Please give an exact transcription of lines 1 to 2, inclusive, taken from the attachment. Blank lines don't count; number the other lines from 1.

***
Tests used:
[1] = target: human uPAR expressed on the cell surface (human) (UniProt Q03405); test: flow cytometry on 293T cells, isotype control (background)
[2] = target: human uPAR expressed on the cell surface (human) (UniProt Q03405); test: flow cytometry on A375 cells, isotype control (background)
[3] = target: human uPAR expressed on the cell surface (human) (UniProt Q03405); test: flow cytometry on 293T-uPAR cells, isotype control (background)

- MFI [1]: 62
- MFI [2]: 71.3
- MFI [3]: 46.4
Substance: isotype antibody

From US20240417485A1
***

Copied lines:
Tests used:
[1] = target: human uPAR expressed on the cell surface (human) (UniProt Q03405); test: flow cytometry on 293T cells, isotype control (background)